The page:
2. Risk sharing: The private sector is considered to be more proficient in resource acquisition and utilities deliverance than the government, and, therefore, it is further bolstering government’s good fortune to impart the related risks to the private segment.
3. Optimum allocation of resources: PPPs can help in the optimum allocation of public resources for the development of infrastructure.
Though conventional models of public acquirement concentrate on accomplishing the most reduced forthright expenses in conveying infrastructural ventures infrastructural projects, PPPs concentrate on
delivering cost-effectiveness over the duration.
4. Innovations: Development is another imperative idea that the private segment can convey to public utilities. As a rule, people in the public sector may not be as inventive similar to the private area. The private division is constantly hunting down new items and utilities to expand its aggressive edge and to save costs.
5. Aid in growth of other sectors: To the government, PPP frees up fiscal funds for other areas of public service and improves cash flow management as high upfront capital expenditure is replaced by periodic service payments and provides cost certainty in place of uncertain calls for asset maintenance and replacement.
6. The catalyst for the economy: To the private sector participants, PPP provides access to public sector markets. If priced accurately and costs managed effectively, the projects can provide reasonable profits and investment returns on a long-term basis.
7. More employment generation: Development of infrastructure will need manpower at various levels and hence it will generate more employment opportunities for the people.
8. Improves the image of the country: There will be more development of better physical infrastructure and services through PPP and it will create a good impact on tourism and other enthusiast investors.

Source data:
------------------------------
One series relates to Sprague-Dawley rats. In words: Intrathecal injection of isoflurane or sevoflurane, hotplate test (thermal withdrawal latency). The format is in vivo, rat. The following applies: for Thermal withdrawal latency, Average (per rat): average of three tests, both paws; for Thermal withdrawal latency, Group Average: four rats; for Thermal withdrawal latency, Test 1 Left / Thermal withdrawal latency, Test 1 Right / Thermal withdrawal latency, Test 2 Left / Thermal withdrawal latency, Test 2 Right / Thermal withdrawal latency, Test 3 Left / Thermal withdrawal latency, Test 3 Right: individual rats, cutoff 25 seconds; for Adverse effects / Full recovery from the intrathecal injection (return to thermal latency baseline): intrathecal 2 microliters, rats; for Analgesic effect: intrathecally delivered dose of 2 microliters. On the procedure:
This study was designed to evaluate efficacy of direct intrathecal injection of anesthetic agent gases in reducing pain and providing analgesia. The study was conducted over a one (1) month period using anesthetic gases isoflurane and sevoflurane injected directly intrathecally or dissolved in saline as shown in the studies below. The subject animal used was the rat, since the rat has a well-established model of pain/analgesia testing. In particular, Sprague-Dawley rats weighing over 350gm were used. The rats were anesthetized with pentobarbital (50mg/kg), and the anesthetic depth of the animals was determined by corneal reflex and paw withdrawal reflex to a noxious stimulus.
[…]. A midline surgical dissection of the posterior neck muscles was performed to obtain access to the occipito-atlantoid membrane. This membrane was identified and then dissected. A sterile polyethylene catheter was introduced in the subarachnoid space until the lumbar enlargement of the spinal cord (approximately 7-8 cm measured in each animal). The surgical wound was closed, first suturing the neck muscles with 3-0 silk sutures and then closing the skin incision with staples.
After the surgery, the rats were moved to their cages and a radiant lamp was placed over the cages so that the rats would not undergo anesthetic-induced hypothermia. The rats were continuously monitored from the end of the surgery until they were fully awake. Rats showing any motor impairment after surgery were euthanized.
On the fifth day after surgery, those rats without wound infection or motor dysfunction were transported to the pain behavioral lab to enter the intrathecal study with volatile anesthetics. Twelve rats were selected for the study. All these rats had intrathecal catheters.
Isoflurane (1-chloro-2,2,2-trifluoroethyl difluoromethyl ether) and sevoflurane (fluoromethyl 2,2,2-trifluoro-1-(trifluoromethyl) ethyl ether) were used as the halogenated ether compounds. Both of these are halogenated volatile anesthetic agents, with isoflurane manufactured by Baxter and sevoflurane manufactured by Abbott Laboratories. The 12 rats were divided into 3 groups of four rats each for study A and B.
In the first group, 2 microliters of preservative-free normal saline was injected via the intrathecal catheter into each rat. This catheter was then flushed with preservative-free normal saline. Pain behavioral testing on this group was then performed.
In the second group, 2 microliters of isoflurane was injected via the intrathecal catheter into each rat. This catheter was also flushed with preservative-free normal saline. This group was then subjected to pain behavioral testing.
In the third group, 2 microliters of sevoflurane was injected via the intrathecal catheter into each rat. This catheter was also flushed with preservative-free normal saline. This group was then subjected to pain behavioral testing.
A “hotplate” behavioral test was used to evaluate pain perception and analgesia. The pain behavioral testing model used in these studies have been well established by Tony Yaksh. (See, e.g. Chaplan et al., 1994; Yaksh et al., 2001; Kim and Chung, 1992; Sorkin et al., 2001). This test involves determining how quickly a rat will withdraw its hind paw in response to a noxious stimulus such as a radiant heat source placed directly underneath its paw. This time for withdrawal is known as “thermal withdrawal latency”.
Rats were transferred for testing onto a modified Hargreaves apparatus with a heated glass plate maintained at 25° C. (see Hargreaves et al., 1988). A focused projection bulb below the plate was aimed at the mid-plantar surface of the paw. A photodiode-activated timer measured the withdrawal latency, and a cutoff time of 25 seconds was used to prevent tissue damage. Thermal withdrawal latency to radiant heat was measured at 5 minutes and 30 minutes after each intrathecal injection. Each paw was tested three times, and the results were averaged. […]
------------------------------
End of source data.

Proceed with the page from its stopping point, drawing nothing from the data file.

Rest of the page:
9. Attract FDI: Scope for investment by the private sector in infrastructure will also provide the opportunities to foreign investors to participate and the financial crunch can be meted out easily. The better infrastructure is also a major boost to foreign direct investment (FDI).

Models in PPP
India majorly follows 3 types of PPP models out of many models available.
They are:

1. Hybrid Annuity Model(HAM)
2. Build-Operate-Transfer(BOT)
3. Engineer-Procure-Construct(EPC)
HAM is a mixture of BOT and EPC where the financing, risks, operations, etc, are distributed between Government and a private partner. The following table would show the difference in these models:

RiskPrivatePublicPrivate (60%), Public (40%)
FinancePrivatePublicPrivate (60%), Public (40%)

Challenges faced by PPP in India

   1. Construction/implementation risk
      o arising from delay in project clearance
      o contractor default
      o environmental damage.
   2. Market risk
      o arising from insufficient demand
   3. Finance risk
      o arising from inflation;
      o changes in interest rates
      o increase in taxes
      o Change in exchange rates.
   4. Operation and maintenance risk
      o arising from the termination of the contract
      o technology risk

      o labor risk.
   5. Legal risk
      o arising from changes in law
      o changes in title/lease rights
      o insolvency of developer/service provider
      o change in security structure.

The success of Public-Private Partnership PPP to a large extent depends on optimal risk allocation among stakeholders, the environment of trust among stakeholders, robust institutional capacity to undertake grooming and implementation of PPP projects. Further to foster the successful implementation of a PPP project, a robust PPP enabling ecosystem including liquid and diversified financial institutions; sound regulatory and arbitration framework; mature developers and experienced consultants etc. is essential